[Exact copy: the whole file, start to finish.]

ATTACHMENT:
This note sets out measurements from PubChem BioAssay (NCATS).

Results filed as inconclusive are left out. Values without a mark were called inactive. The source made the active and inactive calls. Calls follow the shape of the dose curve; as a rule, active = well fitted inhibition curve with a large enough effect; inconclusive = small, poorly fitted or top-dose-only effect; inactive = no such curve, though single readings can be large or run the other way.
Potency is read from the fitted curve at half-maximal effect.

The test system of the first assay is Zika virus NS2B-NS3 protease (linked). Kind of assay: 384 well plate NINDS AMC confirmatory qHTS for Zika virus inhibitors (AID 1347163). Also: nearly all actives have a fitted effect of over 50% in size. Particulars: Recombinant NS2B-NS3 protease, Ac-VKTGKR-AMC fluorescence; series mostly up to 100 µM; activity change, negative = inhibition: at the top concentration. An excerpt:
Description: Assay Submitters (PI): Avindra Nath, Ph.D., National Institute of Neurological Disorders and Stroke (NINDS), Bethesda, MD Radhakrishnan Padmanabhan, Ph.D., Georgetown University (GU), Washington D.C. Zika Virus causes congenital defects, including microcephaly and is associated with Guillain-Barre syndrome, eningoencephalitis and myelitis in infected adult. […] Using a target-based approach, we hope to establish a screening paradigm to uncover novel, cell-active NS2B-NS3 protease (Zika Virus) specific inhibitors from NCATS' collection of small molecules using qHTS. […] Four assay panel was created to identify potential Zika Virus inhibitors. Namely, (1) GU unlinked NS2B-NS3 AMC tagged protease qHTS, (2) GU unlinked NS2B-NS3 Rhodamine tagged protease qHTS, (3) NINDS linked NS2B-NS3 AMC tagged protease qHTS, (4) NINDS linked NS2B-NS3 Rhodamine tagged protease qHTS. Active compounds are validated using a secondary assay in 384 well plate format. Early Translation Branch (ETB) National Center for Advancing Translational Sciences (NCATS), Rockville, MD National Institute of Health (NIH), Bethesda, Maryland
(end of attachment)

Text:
This note sets out measurements from PubChem BioAssay (NCATS).

Results filed as inconclusive are left out. Values without a mark were called inactive. The source made the active and inactive calls. Calls follow the shape of the dose curve; as a rule, active = well fitted inhibition curve with a large enough effect; inconclusive = small, poorly fitted or top-dose-only effect; inactive = no such curve, though single readings can be large or run the other way.
Potency is read from the fitted curve at half-maximal effect.

The test system of the first assay is Zika virus NS2B-NS3 protease (linked). Kind of assay: 384 well plate NINDS AMC confirmatory qHTS for Zika virus inhibitors (AID 1347163). Also: nearly all actives have a fitted effect of over 50% in size. Particulars: Recombinant NS2B-NS3 protease, Ac-VKTGKR-AMC fluorescence; series mostly up to 100 µM; activity change, negative = inhibition: at the top concentration. An excerpt:
Description: Assay Submitters (PI): Avindra Nath, Ph.D., National Institute of Neurological Disorders and Stroke (NINDS), Bethesda, MD Radhakrishnan Padmanabhan, Ph.D., Georgetown University (GU), Washington D.C. Zika Virus causes congenital defects, including microcephaly and is associated with Guillain-Barre syndrome, eningoencephalitis and myelitis in infected adult. […] Using a target-based approach, we hope to establish a screening paradigm to uncover novel, cell-active NS2B-NS3 protease (Zika Virus) specific inhibitors from NCATS' collection of small molecules using qHTS. […] Four assay panel was created to identify potential Zika Virus inhibitors. Namely, (1) GU unlinked NS2B-NS3 AMC tagged protease qHTS, (2) GU unlinked NS2B-NS3 Rhodamine tagged protease qHTS, (3) NINDS linked NS2B-NS3 AMC tagged protease qHTS, (4) NINDS linked NS2B-NS3 Rhodamine tagged protease qHTS. Active compounds are validated using a secondary assay in 384 well plate format. Early Translation Branch (ETB) National Center for Advancing Translational Sciences (NCATS), Rockville, MD National Institute of Health (NIH), Bethesda, Maryland